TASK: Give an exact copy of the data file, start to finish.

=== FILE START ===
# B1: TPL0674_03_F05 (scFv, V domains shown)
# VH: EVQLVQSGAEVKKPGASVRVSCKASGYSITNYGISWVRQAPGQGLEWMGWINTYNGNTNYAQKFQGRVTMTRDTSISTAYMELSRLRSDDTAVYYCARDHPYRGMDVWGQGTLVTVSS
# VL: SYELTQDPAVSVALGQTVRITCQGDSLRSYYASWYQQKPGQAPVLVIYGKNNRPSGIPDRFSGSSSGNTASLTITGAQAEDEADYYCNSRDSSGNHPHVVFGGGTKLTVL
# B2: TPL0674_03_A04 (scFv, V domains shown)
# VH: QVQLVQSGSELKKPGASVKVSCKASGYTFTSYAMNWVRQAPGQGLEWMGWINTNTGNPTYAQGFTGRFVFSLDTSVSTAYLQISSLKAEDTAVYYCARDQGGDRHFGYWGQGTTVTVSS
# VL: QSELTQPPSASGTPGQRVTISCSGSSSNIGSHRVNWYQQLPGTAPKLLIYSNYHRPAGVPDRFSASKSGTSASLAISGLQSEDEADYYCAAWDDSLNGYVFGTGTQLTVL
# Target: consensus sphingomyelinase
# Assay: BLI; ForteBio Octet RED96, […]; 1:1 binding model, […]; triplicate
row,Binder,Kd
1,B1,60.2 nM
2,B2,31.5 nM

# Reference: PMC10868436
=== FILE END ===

# B1: TPL0674_03_F05 (scFv, V domains shown)
# VH: EVQLVQSGAEVKKPGASVRVSCKASGYSITNYGISWVRQAPGQGLEWMGWINTYNGNTNYAQKFQGRVTMTRDTSISTAYMELSRLRSDDTAVYYCARDHPYRGMDVWGQGTLVTVSS
# VL: SYELTQDPAVSVALGQTVRITCQGDSLRSYYASWYQQKPGQAPVLVIYGKNNRPSGIPDRFSGSSSGNTASLTITGAQAEDEADYYCNSRDSSGNHPHVVFGGGTKLTVL
# B2: TPL0674_03_A04 (scFv, V domains shown)
# VH: QVQLVQSGSELKKPGASVKVSCKASGYTFTSYAMNWVRQAPGQGLEWMGWINTNTGNPTYAQGFTGRFVFSLDTSVSTAYLQISSLKAEDTAVYYCARDQGGDRHFGYWGQGTTVTVSS
# VL: QSELTQPPSASGTPGQRVTISCSGSSSNIGSHRVNWYQQLPGTAPKLLIYSNYHRPAGVPDRFSASKSGTSASLAISGLQSEDEADYYCAAWDDSLNGYVFGTGTQLTVL
# Target: consensus sphingomyelinase
# Assay: BLI; ForteBio Octet RED96, […]; 1:1 binding model, […]; triplicate
row,Binder,Kd
1,B1,60.2 nM
2,B2,31.5 nM

# Reference: PMC10868436